Vallée des Pretres
The picturesque valley between Port Louis and Crève Couer used to be home to monks. Even to this day, the old fruit and vegetable plantations of the monks remain, including mango trees and pineapple plants. While not a main tourist attraction (tourists rarely come here, in fact), it is a real oasis of peace, and is ideal for shorter hikes. Rare animals and plants can also be found here, including turtledoves, white-tailed tropicbirds, and ebony trees. The Latanier river flows through the valley, rounding off the tropical landscape of the region.
Vallée de Ferney
This park, whose aim is nature conservation, is home to rare plants and different palm trees, as well as Bois Clou trees. Endemic flying foxes, birds, lizards, and falcons can also be found here and are protected too. The best starting point for hikes is the entrance of the park, which can be found between Mahébourg and Vieux Grand Port. Thanks to signposts on the street, you shouldn't miss it.
Grand Rivière South East Waterfall
Close to the town of Deux Frères, one of the largest rivers on Mauritius flows into a picturesque ravine before joining the ocean. Those who want to discover the waterfall, but don't want to join a boat excursion, can hike to the top of the ravine instead. Walk towards the sea along a narrow path which begins at the bridge above Deux Frères. This leads straight to the waterfall and, with a little climbing, you can even reach the basin of the waterfall itself. We recommend only undertaking this hike when the weather is good, as the path is quite rocky and can be dangerous.
The waters of the Savenne River fall from a 10-metre cliff here, right into a natural basin where you can also go swimming. The green rainforest that surrounds the several small waterfalls here round off the tropical adventure nicely. Start at the town of Souillac, which you can reach on-foot or by car, then you can hike to the waterfall. There is a well-signposted path which leads the way. Sturdy footwear is recommended, as is good weather, as the path can be rocky, making it more dangerous when it is raining. Once you reach the pool of the waterfall, cool off in the water before descending via the narrow path at the side of the waterfall.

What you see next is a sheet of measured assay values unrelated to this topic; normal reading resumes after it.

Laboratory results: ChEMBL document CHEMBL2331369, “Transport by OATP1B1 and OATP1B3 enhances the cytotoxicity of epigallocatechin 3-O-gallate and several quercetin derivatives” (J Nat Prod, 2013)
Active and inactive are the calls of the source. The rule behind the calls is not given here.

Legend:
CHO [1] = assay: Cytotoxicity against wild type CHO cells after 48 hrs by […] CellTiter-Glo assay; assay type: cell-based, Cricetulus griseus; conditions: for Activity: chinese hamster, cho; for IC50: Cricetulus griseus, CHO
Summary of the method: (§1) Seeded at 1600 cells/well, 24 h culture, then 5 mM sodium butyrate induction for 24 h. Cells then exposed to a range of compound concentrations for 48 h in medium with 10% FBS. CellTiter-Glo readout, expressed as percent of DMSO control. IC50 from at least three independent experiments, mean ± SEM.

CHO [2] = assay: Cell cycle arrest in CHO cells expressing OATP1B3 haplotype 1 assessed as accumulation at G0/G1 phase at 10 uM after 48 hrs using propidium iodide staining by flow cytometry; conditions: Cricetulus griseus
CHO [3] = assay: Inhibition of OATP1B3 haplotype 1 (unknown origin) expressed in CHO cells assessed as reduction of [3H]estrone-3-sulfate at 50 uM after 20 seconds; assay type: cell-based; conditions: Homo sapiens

Probably the most famous waterfalls on Mauritius, the seven waterfalls at Tamarind fall one after the other over several ledges of cliff. Between the rocky steps are small natural ponds, where you can also swim if you want. To get to this tropical paradise, take a hike of medium difficulty along the Tamarind Falls Reservoir to the first stage. The path from here to the waterfalls are then signposted. Guided tours are on offer from several companies, such as Vertical World or Otelair, including canyoning tours.
The Wild South Coast
Past sugar cane fields, fishing ponds, and finally arriving at the turquoise ocean; this simple hike has something for all fans of nature. The street from the Sir Seewoosagur Ramgoolam airport is the starting point. From here, walk or drive in the direction of Le Bouchon towards the ocean. Once you reach the coast, take the narrow hiking path into the island's interior. After a while, you will reach the Pont Naturel, which is great for photos thanks to its basalt stone and the white sandy beach. Walk further along the coast until you reach the end, the Trou du Souffleu. If the waves are strong, you will also see a fountain of water springing high into the air.